The Louis Zukofsky Papers (1923-1969) chronicle his relationship with a number of his contemporaries, particularly Rene Taupin, as well as describing what life was like for a poet in the 1930's. The papers contain correspondence, printed material and typescripts.
They are housed in two document boxes. The papers are divided into four series: 1) Correspondence (1928-1969), 2) Literary works (1931, n.d.), 3) Printed material (1930-1933) and 4) Miscellaneous. The most significant part of this collection is the correspondence. It is divided into four sub-series: a) Louis Zukofsky to Rene Taupin (1930-1941), b) Louis Zukofsky to various others (1942-1969), c) various individuals to Rene Taupin (1923-1946) and d) other correspondence (1927-1940).
The correspondece in each sub-series is arranged in chronological order. The correspondence from Zukofsky to Taupin is the largest and most significant part of the collection (70 items) containing references to works in progress and contemporaries, such as Ezra Pound, William Carlos Williams, Harriet Monroe, George Oppen, Basil Bunting, Jesse Loewenthal, Tibor Serly and Robinson Morton. Other comments offer insight into the economy and social atmosphere of 1930's America. The second sub-series of correspondence (22 items, 7 correspondents) focuses primarily on Zukofsky's literary career: responses to inquiries to reprint his poetry, notification of new works and mention of reviews. His family and contemporaries are mentioned in a number of letters. Primary correspondents are: Clayton Hoagland and Tom Pickard. The third sub-series of correspondence (60 items, 47 correspondents), various individuals to Rene Taupin, focuses primarily on the creation of La France en Liberte (13 items) and responses to a questionnaire concerning France's survival under German occupation (8 items). A significant portion of these letters (29 items) is in French and has not been translated. Notable correspondents include: Ivan Goll, Sommerville Story, Germaine Sinclair, Warre Bradley Wells, Carl Van Doren, Patrick Braybrooke, Dorothy Canfield Fischer, A. E. Bacon, Charles A. Beard, Charles M. Stern and Tibor Serly. The fourth sub-series of correspondence is primarily in French and has not been translated.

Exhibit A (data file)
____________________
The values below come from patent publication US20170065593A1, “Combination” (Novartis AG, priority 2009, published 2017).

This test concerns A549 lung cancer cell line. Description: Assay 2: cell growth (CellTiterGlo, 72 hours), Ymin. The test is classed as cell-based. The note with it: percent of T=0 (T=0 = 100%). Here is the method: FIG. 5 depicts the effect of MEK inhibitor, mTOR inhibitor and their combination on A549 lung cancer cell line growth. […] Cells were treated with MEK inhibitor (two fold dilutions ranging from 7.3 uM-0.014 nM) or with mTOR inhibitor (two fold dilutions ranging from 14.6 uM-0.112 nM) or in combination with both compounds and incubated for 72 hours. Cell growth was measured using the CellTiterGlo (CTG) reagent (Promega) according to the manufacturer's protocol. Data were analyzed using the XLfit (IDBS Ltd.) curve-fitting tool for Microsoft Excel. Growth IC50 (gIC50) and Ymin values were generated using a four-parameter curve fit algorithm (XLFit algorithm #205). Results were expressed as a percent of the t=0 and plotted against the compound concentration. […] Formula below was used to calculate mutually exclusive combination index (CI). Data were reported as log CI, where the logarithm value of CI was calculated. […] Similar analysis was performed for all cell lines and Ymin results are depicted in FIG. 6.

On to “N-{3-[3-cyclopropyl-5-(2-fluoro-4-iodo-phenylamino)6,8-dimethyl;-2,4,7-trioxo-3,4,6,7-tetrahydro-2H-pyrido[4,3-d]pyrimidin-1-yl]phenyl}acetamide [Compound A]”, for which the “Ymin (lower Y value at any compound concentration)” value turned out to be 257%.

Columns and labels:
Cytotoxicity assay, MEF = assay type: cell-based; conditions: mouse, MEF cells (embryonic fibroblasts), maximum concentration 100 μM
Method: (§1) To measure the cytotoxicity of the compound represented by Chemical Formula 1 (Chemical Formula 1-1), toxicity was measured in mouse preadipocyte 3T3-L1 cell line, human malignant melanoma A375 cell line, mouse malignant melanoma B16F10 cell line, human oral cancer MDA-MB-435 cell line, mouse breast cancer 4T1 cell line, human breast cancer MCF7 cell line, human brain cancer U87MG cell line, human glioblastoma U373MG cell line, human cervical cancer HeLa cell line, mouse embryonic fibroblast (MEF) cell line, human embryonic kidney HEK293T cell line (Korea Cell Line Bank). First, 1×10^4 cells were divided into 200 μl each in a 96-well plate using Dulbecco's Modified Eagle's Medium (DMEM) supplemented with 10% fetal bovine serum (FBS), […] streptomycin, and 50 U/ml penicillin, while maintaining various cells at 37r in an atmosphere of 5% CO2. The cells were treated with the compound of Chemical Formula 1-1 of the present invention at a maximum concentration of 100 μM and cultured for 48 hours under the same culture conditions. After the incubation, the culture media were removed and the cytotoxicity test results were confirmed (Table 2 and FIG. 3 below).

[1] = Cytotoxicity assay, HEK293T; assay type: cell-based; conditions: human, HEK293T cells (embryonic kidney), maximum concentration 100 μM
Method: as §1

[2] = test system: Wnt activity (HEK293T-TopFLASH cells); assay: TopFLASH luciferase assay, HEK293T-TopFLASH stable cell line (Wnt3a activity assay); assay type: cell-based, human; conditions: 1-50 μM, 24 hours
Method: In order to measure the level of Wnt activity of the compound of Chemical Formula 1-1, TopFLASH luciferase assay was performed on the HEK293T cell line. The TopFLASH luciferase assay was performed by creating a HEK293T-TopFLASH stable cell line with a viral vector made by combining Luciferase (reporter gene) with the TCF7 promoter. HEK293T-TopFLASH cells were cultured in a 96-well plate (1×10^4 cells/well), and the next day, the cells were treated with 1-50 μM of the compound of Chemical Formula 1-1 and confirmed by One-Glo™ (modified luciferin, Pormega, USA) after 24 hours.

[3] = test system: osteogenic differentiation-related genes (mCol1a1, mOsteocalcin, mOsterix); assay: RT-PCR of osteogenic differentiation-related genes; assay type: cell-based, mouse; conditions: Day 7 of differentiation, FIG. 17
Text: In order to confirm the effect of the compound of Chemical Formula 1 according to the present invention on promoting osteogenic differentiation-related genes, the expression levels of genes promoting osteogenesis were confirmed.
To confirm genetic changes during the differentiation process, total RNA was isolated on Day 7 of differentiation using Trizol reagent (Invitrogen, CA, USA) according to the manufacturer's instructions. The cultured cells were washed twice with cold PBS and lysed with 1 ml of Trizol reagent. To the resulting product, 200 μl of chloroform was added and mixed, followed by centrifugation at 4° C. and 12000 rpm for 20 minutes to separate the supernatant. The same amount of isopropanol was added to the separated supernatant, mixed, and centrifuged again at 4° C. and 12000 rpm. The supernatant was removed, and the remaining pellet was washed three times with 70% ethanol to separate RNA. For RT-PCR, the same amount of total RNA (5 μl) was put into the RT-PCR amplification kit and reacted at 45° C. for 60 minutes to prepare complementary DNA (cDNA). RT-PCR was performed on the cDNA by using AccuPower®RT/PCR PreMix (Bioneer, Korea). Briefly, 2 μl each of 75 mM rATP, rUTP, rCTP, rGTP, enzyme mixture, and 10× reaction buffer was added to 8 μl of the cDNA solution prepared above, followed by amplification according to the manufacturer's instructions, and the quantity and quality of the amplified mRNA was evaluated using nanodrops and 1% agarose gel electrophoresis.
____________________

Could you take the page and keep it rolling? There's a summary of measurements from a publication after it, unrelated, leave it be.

The correspondence in English contains comments on Taupin's abilities and promotional information about La France en Liberte. Correspondents include: Jean de Gourmont, Raymond Arne and Fernand Baldensperger. The literary works series includes typescript reviews by Zukofsky of Hidden Flame by Bunichi Kagawa and Redimiculum Matellarum by Basil Bunting. Also included is an essay in French on Andre Salmon by Rene Taupin. The printed material series contains a review of Zukofsky's Objectivists' Anthology, an essay on Ezra Pound by Zukofsky, a review of Maldorer by Taupin and reviews of Taupin's L'Influence du symbolisme Francais sur la poesie Americaine (de 1910 a/ 1920) The final series contains a prescription sheet, a bibliographical sketch of Taupin (1923-1930) and the first page of an essay entitled Profession of Faith. The Special Collections unit of the Kansas State University Libraries' contains a collection of publications written by Louis Zukofsky.